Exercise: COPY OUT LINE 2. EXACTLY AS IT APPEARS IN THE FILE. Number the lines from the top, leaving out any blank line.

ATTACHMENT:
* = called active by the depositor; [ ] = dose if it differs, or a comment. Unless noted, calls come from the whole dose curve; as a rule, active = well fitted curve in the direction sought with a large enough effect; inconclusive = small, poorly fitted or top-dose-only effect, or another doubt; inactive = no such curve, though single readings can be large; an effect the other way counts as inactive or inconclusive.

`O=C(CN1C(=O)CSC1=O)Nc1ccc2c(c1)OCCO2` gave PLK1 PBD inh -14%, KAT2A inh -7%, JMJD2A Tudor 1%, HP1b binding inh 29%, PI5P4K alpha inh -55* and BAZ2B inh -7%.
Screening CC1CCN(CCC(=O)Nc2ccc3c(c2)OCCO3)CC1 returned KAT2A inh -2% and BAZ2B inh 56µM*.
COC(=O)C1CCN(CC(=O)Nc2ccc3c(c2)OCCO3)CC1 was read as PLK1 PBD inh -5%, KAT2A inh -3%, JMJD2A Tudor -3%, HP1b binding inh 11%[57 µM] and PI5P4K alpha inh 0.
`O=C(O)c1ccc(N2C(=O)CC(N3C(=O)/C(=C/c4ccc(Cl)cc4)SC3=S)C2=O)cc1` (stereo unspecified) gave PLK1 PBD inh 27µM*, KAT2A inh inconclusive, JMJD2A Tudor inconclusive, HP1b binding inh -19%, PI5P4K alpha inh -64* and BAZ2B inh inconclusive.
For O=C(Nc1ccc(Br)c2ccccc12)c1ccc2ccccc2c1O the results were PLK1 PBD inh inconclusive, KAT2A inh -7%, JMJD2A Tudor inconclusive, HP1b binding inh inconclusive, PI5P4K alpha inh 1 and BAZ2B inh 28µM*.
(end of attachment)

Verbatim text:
`O=C(CN1C(=O)CSC1=O)Nc1ccc2c(c1)OCCO2` gave PLK1 PBD inh -14%, KAT2A inh -7%, JMJD2A Tudor 1%, HP1b binding inh 29%, PI5P4K alpha inh -55* and BAZ2B inh -7%.